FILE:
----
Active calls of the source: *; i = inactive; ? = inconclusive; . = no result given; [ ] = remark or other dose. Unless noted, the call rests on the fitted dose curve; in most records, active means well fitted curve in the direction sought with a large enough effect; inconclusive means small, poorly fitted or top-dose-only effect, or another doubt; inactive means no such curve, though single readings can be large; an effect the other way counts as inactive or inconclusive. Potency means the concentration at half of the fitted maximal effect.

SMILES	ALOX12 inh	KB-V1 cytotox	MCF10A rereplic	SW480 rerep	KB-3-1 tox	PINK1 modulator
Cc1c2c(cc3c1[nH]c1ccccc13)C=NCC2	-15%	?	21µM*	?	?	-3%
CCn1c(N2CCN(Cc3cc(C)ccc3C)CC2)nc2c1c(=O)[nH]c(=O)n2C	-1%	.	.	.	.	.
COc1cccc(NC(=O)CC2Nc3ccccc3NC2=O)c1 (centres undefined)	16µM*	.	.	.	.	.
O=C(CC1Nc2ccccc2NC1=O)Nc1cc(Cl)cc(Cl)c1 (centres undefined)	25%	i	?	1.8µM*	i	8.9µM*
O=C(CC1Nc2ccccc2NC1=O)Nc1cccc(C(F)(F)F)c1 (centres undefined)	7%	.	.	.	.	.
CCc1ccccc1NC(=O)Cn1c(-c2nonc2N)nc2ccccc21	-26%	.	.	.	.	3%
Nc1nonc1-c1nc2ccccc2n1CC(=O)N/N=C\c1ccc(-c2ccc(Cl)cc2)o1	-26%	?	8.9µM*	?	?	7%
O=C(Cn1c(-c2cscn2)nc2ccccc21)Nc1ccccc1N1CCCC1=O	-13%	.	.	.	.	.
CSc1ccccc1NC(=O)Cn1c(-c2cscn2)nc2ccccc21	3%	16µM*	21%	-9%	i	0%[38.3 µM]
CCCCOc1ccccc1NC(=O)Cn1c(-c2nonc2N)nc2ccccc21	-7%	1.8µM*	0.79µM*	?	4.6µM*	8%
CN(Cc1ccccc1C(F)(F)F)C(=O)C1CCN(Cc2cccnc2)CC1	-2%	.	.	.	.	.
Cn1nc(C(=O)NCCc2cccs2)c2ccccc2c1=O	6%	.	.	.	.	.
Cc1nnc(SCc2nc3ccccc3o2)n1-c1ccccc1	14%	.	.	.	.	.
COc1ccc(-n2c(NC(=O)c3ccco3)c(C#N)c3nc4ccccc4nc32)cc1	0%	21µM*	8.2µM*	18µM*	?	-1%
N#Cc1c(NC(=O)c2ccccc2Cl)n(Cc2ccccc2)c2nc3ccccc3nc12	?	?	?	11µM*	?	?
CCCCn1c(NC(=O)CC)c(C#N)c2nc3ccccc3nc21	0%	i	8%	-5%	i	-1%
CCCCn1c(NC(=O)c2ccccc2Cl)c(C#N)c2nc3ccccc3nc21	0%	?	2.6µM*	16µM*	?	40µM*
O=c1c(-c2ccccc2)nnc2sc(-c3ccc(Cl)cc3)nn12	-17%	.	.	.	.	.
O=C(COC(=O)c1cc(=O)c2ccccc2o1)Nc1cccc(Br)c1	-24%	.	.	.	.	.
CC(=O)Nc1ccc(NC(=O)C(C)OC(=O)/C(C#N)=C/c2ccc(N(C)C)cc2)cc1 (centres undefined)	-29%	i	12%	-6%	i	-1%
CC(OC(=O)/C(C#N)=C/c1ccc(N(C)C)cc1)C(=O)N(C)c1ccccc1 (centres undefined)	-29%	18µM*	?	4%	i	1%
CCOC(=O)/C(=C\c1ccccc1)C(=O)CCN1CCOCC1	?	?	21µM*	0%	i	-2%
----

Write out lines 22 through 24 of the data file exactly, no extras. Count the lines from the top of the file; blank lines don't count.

CC(=O)Nc1ccc(NC(=O)C(C)OC(=O)/C(C#N)=C/c2ccc(N(C)C)cc2)cc1 (centres undefined)	-29%	i	12%	-6%	i	-1%
CC(OC(=O)/C(C#N)=C/c1ccc(N(C)C)cc1)C(=O)N(C)c1ccccc1 (centres undefined)	-29%	18µM*	?	4%	i	1%
CCOC(=O)/C(=C\c1ccccc1)C(=O)CCN1CCOCC1	?	?	21µM*	0%	i	-2%